The North Carolina Department of Public Safety has begun using a company called TextBehind to handle their mail and push people towards their digital communications platform. This allows the company to extort people to pay whatever prices they want just to send their loved ones a message, while the state gets to monitor every word.

MIM Distributors began sending mail to TextBehind last month only to have it returned unopened. It turns out TextBehind does not process letters from organizations, only from individuals. As an organization we would be required to set up a corporate account with non-public pricing schemes. In other words, as a member of MIM(Prisons) I cannot just put a stamp on an envelope and drop it in the mail for a comrade in NCDPS custody anymore. This is a blatant violation of our First Amendment rights to speech and association. At this time it appears that newsletters and books are still allowed through the prisons, but we will not be able to correspond with you directly, send you study guides or other information persynalized to you if you are being held by NCPDS.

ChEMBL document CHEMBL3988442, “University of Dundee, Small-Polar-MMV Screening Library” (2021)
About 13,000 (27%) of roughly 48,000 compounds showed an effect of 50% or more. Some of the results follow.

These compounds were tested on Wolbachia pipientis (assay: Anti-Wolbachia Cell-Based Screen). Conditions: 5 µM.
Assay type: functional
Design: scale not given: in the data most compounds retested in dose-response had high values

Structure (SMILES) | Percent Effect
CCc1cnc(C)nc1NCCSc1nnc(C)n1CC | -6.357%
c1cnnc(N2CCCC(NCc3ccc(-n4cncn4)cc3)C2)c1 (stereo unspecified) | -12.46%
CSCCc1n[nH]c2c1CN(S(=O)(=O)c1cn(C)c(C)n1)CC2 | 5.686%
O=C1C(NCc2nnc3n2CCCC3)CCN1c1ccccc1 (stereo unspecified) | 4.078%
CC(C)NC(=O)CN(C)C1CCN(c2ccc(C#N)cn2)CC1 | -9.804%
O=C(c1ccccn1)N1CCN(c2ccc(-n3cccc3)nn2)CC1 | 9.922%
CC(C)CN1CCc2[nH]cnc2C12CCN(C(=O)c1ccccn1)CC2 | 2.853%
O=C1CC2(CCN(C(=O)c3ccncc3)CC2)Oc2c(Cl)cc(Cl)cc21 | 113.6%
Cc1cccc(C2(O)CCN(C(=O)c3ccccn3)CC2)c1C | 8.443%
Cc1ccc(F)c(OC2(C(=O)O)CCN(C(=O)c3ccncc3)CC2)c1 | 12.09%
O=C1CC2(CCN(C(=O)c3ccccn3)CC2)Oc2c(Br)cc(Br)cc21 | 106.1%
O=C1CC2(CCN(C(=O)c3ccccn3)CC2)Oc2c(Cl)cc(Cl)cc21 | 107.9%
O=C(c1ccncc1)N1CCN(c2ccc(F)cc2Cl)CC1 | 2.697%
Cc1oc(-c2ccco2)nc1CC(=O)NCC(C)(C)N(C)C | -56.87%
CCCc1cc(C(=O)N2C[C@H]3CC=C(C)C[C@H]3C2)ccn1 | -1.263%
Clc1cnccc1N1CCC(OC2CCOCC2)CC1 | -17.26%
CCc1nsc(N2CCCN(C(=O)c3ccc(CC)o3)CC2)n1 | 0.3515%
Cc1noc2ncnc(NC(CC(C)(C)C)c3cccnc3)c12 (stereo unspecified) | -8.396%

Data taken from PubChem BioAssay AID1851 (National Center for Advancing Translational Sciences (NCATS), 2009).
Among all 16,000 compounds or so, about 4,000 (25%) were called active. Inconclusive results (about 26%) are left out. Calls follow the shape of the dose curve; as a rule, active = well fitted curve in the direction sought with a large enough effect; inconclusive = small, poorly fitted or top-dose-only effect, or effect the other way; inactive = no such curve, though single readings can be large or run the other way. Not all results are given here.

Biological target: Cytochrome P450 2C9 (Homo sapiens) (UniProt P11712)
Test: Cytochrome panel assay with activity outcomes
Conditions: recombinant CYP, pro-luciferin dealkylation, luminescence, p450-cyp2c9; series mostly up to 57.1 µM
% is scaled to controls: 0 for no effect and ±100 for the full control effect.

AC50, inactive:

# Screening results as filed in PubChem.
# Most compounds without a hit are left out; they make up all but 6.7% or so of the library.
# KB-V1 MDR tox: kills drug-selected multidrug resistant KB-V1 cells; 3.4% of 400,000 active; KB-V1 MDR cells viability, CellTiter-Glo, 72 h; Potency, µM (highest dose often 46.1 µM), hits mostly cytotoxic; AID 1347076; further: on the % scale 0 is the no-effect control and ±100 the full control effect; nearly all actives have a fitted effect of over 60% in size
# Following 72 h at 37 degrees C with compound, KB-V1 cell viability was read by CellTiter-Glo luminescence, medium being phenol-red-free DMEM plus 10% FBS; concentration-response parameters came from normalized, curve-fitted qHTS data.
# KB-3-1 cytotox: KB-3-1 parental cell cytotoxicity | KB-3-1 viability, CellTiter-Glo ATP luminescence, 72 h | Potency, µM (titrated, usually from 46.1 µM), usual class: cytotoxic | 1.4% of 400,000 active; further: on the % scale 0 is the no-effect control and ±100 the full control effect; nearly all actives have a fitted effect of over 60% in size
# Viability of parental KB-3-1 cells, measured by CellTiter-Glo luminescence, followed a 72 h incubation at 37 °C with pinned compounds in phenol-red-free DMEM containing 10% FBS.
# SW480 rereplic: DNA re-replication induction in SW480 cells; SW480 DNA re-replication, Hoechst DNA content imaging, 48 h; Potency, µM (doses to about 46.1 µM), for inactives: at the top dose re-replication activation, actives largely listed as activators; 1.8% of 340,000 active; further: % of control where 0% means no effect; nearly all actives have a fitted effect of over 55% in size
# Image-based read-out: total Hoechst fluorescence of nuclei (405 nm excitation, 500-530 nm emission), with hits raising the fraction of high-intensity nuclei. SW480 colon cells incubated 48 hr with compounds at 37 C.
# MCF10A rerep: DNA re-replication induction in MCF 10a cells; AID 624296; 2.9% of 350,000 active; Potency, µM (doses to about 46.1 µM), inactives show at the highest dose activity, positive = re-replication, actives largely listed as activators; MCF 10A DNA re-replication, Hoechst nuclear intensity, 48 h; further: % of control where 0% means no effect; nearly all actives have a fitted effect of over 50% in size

UPDATE: We just had a package of ULKs returned to us from Roanoke River Correctional Institution saying, “This facility DOES NOT accept friend and family mail directly” and that we must send mail to TextBehind. But TextBehind does not accept publications, only letters that can be scanned. So it seems mail to NCDPS is being blocked on all fronts.

Pigs Bring in Drugs, While Prisoners Mail Suffers

related news from a Wisconsin prisoner:

First thing first, I am still in Wisconsin. They are making all of us have our families and comrades send personal letters and photos to the Phoenix, Maryland PO Box (189) to inspect them for drugs such as K2, even though drugs, cell phones and other contraband items come from the fascist pigs that work in these imperialist gulags. Newspapers, books, publications are still to be sent here.